A report into a tuk-tuk crash in Wellington late last year has revealed safety testing flaws put passengers at risk, and probably led to the injuries suffered by six people on board.
The $30,000 investigation into the crash, on Wellington's steep and winding Roseneath Tce in December, was commissioned by the New Zealand Transport Agency after its inspection of the tuk-tuk following the incident raised concerns about its stability and "rollover" strength.
According to the report, obtained under the Official Information Act, five passengers suffered head and facial injuries in the accident, including concussion, cuts and bruises, which required emergency medical care or hospital treatment.
The report says the vehicle's metal canopy offered "little to no resistance" to the crash, and its supporting pillars also failed to withstand the impact.
Tuk-tuks were certified as passenger service vehicles in September, and operated in Wellington and Auckland until they were taken off the roads in February.
The report, signed off in January, shows the vehicles were incorrectly given safety certificates and, had the issues been addressed, "the level of injuries would likely have been reduced".
"The condition of the vehicle does not meet the expected behaviour of a rollover frame; the vehicle structure has failed to provide reasonable protection to occupants."
WHY WERE TUK-TUKS INCORRECTLY CERTIFIED?
NZTA hired Palmerston North-based company Sandbox Consulting to investigate the tuk-tuk's performance in the crash and, subsequently, to recommend design changes to improve the vehicles' stability.
According to the report, the error occurred because shortcuts were taken during safety testing that deemed the tuk-tuks to be roadworthy.
NZTA rules require a passenger service vehicle to be able to withstand an impact, at its highest corner, of half its maximum weight from side-on and total unladen weight from above, without sustaining permanent damage.
The independent engineer who issued the safety certificates for the vehicles operated in Wellington by Tuk Tuk Cartel erred by assuming the three-wheeled tuk-tuks would absorb the impact in the same way as heavy vehicles, such as buses, the report says.
The incorrect method was used for "expediency", when a separate analysis should have been carried out.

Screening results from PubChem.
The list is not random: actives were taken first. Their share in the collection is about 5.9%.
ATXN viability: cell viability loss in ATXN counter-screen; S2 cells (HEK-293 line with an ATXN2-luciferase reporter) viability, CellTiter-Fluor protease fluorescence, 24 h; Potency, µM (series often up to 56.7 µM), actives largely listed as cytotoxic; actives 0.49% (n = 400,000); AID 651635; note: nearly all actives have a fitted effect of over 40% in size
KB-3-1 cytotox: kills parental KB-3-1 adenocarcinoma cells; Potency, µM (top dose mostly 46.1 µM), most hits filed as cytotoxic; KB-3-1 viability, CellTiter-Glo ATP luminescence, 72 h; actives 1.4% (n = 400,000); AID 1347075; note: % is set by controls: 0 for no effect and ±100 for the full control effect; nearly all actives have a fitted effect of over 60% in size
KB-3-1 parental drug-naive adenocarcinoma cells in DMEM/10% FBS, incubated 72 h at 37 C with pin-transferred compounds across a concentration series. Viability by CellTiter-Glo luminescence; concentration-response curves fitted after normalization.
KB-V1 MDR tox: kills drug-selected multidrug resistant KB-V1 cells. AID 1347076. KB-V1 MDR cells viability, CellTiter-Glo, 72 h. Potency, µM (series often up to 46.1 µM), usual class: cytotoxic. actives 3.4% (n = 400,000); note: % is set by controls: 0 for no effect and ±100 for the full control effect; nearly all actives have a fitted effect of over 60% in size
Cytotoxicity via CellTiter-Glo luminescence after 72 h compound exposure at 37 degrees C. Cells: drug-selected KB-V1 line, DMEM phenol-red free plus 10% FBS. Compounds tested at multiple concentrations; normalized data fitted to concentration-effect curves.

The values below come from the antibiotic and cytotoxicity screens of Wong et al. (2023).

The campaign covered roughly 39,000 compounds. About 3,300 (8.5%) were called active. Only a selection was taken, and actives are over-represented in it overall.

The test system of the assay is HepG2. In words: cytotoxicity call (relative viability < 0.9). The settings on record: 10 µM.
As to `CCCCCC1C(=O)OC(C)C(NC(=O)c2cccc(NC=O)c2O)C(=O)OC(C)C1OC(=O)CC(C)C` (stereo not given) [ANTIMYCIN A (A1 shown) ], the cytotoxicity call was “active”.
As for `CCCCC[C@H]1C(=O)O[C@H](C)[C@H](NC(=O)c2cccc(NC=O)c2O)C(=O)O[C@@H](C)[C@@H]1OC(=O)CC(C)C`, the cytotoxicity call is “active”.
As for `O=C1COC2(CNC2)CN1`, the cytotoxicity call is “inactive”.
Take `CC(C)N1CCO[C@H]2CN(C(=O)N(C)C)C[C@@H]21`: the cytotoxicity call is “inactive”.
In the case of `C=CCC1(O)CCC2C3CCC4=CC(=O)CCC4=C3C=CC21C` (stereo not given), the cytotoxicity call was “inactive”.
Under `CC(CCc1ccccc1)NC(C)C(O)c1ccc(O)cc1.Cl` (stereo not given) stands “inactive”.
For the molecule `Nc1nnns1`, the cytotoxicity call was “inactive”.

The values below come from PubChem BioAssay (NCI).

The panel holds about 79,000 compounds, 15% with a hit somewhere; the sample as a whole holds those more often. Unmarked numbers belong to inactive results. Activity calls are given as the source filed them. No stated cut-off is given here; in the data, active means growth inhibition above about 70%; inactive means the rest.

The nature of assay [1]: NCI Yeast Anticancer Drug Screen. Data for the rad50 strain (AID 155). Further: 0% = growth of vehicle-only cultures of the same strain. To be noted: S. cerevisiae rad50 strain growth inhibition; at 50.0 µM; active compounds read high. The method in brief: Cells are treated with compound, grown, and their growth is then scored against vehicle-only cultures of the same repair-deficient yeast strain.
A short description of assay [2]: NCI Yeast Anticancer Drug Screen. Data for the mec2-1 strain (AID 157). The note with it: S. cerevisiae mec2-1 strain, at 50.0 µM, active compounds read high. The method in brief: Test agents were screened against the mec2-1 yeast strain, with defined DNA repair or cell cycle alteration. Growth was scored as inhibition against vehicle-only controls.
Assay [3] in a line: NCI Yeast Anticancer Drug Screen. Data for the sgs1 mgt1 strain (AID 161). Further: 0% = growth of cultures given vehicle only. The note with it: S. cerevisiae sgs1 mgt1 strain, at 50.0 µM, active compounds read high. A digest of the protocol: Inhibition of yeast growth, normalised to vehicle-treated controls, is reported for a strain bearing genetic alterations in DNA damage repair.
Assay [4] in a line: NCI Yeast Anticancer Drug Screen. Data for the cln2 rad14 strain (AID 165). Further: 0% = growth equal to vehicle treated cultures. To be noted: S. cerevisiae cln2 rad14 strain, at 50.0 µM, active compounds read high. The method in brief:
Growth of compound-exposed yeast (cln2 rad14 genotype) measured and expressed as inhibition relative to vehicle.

Unlike a heavy vehicle, the tuk-tuks would be unlikely to evenly distribute the force of any impact, making the front more vulnerable should it hit the ground and potentially "leading to failure".
The report also finds the steel canopy did not qualify as a rigid structure, as is assumed of heavy vehicles.
The police serious crash unit investigated the accident and deemed neither the driver nor Tuk Tuk Cartel was at fault.
Glen Varcoe, who set up Tuk Tuk Cartel with his brother Jeremy Marr, said the report appeared "interesting", and he would take a couple of days to consider it before commenting further.
NZTA said on Monday that the independent engineer involved was currently being investigated by the Institution of Professional Engineers.
He was issuing safety certificates as "a suitable qualified person", an NZTA spokeswoman said, but was not an NZTA appointee.
"Because there is an ongoing investigation, the Transport Agency is not able to comment on the circumstances that resulted in the vehicles being deemed compliant with PSV requirements.
"All Transport Agency-appointed independent vehicle certifiers are subject to performance monitoring and auditing by the agency with respect to certifications carried out under those appointments."
She added: "The process used for certifying the vehicles as passenger service vehicles was the correct one, but the crash investigation by the NZTA has indicated that the vehicles did not comply with the relevant technical requirements of the passenger service vehicle rule."
New testing criteria has been introduced to assess the stability of three-wheeled vehicles before they are issued with a certificate of fitness.
The testing will ensure "real-world stability" similar to that of a four-wheeled vehicle, and includes a raft of engineering calculations.
It was unclear whether the necessary improvements could be made to tuk-tuks to bring them to an acceptable safety level, the report said.
NZTA said it was up to tuk-tuk operators to decide if they wanted to reapply for an operating licence if and when they were deemed roadworthy.